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December 2012
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February 2013

January 2013

Waterproofing a basement - weather testing and floor demo

I had my basement waterproofed last December.  The company I used was Basement Waterproofing (WPN)Nationwide.  They did a nice job even though there were a few things I had to point out.  I waited till now to comment on how they did since I wanted to see how their work would hold up. 

During the job, I had to ask them to move the new sump pit's outgoing pipe so a door could be opened and closed properly.  They had removed the door and didn't allow space for it with the pipes.  They agreed the pipes needed moving and did so on the same day with no trouble.

They discovered part of my basement floor was an addition that contained a floating floor.  There was no footer around the addition. If they tried cutting a trench the walls would have nothing to rest on.  So they used a cove channel method to direct the water.  I was a little skeptical but they said they wouldn't add any extra costs to the modification even though it's more expensive for them.  Presently, several rain storms have come through and it continues to work successfully.

While removing the sill plate (wooden horizontal 2x4 studs) off the floor, the foreman said they would cut just the nails on the studs holding the sill in place.  That way I could just add new 2x4's for the sill.  After the sill's removal, I check the distance and showed the foreman the space was too big for one 2x4.  He said the space would fill up after they finished adding the concrete.  However, after the concrete was leveled off, the space was still too large for just a 2x4.  I will have to remove all the studs/drywall and redo the framing.  I was a little miffed by the promise of one thing and the delivery of another. 

But in the long run, I decided I needed to add insulation and re-organize where the lighting and electrical receptacles needed to go.  I only had a 1/2 wall covered with drywall, so I needed to frame all the walls and put drywall top to bottom.  I also need to first replace some jalousie windows with something more energy efficient, then I can frame around them properly.

As far as the team that did the waterproofing, I kept an eye on the progress throughout project to make sure I knew what was going on.  If there was anything I didn't understand, the foreman explained it in detail.  I also talked to the person that did the cove channel install in the side addition.  The rest of the staff kept to themselves.

There was an incident where someone kept walking through my Christmas yard decorations, which ripped off anchor cables and torn one inflatable decoration.  No one told me about it after the fact.  I found out on my own when the inflatable tried to inflate.  The store replaced it at no charge so I didn't hassle the waterproofing company, but I did report it so the foreman so he could remind his crew on how to conduct themselves.

After the project was done, a few weeks went by before the first rain storms came through.  After it rained all day, I checked the basement for any water seepage.  Everything was good, the relocated sump pump was running fine.  But I had water coming in through an exterior door frame onto the basement floor.  The exterior door opens to a stairwell leading up to the outside.  I sent pictures to WPN and they scheduled a guy to come out.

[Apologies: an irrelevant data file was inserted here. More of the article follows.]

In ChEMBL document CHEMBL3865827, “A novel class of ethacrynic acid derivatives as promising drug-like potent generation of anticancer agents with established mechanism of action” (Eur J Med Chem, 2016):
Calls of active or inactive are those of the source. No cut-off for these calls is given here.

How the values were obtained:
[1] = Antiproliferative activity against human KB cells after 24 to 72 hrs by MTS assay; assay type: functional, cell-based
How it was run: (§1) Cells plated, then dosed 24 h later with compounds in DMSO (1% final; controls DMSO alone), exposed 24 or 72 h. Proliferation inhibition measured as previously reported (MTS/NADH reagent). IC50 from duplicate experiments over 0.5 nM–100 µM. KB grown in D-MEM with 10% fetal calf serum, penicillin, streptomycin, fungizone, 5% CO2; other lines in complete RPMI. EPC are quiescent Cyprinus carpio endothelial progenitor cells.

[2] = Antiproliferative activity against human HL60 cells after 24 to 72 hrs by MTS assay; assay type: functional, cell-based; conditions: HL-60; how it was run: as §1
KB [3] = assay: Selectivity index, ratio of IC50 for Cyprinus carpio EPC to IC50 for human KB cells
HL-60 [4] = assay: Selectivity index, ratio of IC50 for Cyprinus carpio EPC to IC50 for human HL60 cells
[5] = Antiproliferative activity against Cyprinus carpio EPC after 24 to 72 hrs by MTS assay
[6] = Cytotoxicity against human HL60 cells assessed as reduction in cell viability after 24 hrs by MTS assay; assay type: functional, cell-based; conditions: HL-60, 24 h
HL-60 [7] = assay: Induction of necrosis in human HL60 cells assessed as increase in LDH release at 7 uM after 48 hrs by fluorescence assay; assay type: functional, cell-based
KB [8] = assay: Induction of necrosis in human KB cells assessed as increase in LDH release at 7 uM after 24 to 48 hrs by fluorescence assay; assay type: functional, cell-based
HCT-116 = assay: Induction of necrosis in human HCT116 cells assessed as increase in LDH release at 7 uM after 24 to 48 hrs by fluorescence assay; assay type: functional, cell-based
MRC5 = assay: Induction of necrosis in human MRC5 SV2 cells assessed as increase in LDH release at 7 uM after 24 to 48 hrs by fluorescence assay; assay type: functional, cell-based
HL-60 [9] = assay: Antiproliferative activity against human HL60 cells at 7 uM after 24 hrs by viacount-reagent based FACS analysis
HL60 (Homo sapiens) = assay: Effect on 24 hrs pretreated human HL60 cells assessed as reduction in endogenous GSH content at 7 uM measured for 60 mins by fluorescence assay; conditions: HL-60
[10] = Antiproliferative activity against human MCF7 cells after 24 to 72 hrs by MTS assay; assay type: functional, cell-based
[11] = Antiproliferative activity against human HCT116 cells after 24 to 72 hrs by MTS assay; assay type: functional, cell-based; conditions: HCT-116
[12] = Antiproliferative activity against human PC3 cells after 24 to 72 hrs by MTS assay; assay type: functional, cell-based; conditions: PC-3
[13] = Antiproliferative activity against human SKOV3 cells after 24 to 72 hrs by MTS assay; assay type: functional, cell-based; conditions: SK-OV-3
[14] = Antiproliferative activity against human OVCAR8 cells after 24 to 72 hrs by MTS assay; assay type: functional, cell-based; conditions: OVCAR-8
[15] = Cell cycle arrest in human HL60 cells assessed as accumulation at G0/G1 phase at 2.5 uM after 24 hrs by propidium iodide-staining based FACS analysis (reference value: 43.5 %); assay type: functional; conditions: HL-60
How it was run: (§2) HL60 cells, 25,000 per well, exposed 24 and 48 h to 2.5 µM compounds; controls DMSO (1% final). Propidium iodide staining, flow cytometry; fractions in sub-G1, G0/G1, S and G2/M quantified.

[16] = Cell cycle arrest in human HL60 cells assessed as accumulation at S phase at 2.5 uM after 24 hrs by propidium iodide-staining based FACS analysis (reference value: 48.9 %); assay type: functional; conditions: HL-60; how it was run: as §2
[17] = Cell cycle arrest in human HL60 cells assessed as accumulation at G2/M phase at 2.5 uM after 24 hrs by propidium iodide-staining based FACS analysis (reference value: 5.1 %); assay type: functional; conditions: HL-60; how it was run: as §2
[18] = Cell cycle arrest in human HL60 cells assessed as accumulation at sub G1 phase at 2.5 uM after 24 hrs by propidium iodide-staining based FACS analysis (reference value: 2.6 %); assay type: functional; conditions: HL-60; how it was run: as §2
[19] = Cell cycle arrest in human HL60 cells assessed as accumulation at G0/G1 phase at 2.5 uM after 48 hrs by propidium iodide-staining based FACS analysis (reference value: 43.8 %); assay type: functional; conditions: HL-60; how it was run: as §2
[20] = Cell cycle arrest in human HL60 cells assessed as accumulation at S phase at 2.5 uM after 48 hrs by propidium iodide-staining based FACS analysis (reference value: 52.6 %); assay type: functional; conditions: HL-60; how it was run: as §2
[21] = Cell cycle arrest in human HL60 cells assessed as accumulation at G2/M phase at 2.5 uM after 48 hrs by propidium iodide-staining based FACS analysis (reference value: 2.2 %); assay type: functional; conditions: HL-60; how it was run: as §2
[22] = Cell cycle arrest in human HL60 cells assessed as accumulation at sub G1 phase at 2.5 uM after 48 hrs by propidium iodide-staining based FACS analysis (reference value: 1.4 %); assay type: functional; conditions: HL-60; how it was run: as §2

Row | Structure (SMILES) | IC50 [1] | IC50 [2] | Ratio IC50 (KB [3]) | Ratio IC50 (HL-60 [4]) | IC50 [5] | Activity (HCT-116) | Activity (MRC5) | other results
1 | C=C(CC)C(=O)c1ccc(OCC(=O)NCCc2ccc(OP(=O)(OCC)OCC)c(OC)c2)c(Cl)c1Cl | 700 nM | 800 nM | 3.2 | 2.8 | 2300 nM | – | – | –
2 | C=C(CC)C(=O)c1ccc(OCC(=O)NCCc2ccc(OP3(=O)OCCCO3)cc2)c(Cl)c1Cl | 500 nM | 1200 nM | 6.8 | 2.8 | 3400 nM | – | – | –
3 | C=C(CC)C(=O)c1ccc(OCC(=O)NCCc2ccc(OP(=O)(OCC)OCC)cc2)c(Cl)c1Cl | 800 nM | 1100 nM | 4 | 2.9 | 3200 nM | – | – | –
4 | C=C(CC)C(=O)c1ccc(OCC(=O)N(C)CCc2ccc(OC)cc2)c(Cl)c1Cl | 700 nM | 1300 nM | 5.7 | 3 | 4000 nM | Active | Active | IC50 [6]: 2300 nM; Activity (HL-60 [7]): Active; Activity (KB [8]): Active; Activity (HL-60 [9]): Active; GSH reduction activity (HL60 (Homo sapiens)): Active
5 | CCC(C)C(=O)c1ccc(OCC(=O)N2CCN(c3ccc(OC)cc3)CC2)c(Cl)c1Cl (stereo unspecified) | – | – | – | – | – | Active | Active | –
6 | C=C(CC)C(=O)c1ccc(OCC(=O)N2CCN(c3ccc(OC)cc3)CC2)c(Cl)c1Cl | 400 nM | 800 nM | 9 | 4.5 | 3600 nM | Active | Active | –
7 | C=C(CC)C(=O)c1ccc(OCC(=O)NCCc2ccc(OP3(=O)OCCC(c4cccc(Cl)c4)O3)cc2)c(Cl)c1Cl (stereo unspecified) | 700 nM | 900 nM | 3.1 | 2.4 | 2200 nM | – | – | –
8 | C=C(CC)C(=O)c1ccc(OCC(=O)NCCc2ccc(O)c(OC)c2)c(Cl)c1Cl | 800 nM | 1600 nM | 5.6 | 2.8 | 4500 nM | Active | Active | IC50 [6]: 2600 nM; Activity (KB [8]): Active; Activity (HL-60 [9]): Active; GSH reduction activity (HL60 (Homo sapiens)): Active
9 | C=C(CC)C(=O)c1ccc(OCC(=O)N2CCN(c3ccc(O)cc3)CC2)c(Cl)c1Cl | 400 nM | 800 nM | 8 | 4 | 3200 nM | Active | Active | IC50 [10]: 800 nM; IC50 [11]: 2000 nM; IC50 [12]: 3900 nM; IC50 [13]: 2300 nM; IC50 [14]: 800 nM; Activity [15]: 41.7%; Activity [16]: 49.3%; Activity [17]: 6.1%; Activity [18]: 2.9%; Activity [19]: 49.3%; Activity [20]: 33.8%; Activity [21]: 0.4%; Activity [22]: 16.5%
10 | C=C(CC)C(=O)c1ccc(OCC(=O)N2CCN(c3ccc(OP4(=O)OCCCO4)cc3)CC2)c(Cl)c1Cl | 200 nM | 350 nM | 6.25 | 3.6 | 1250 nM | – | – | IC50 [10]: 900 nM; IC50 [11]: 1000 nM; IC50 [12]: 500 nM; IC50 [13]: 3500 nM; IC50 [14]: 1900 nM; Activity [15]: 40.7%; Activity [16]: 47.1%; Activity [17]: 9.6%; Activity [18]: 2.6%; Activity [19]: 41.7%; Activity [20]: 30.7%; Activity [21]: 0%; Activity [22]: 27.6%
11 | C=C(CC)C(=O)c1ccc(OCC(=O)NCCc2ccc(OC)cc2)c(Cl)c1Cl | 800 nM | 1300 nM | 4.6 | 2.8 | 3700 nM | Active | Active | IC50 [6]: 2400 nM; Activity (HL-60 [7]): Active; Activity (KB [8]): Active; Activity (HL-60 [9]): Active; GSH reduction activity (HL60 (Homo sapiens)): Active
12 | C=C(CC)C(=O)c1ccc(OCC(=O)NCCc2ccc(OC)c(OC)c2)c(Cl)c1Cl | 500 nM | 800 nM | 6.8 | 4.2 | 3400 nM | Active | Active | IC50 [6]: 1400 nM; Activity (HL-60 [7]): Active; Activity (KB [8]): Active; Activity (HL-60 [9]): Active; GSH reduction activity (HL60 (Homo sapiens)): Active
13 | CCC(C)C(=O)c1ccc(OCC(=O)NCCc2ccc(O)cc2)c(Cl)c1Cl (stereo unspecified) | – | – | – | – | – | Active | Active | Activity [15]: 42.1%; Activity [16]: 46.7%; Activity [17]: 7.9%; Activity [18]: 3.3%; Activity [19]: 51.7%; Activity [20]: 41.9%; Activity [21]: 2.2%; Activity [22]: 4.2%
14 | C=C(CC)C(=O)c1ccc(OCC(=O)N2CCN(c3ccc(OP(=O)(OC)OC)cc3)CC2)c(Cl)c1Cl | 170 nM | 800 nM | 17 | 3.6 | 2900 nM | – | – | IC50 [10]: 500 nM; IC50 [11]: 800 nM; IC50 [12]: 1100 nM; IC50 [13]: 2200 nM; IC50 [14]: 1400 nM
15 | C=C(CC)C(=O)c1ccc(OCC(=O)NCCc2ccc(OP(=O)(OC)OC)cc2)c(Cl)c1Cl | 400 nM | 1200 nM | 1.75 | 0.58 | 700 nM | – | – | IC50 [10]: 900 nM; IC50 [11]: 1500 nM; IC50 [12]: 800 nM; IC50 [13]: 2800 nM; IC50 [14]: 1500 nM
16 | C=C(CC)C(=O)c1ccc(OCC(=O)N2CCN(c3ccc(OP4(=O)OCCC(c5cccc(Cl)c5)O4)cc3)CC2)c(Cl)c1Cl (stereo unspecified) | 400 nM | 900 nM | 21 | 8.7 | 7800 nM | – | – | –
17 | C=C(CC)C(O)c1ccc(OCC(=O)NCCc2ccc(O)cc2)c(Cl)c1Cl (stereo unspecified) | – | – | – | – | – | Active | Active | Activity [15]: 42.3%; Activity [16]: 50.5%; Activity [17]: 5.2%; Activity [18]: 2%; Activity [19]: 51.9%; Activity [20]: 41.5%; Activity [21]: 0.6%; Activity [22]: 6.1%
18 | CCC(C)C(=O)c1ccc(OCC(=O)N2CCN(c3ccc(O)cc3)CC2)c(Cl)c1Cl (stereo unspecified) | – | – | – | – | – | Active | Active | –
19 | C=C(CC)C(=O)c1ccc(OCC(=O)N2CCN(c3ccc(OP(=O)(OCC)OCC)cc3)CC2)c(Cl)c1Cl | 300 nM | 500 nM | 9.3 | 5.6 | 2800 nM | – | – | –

Upon inspection, the guy decided the exterior was leaking around the door frame.  They had installed a larger exterior drain, at my request, originally.  During the install, I think the frame was weakened a bit.  So the guy added more hydralic cement that would slope between my door frame and the outside drain.  Any rain that tried blowing against the door frame would fall back down into the drain.

It's rained enough now, that I think that may have fixed the problem.  There is one small spot that looks a little damp right near the corner of the door.  But I can probably fix that myself by checking the door's threshold for any gaps.

So now that the waterproofing is holding up successfully, I've moved on to doing the demo on the rest of the basement's crappy linoleum.  I thought it would be a pain, but it's coming up easily with just a floor scraper I bought at Harbor Freight.  The scraper has a removable blade that's very sharp and acts just like a large razor. I knocked out the floor in about 3-4 hours including cleanup.  There's some ceramic tile in the small addition also.  I tested removing it with another floor scraper I picked up at Home depot.  It works fast on the ceramic tile.  I think the ceramic is easier to remove in this case since the thinset isn't holding it very well any more.

The next step is to remove and replace the basement windows.


One consumable finally runs out

It's been 18 months since I moved back to the States.  So when I went to replace some liquid soap this week, I was surprised to find I had finally used up the surplus I've had since my days in Russia. I haven't bought any since 2009.  Does soap expire?  Guess I don't have to worry about it now.  If only the dog shampoo was that easy to go through.

rule #1 No one talks about this soap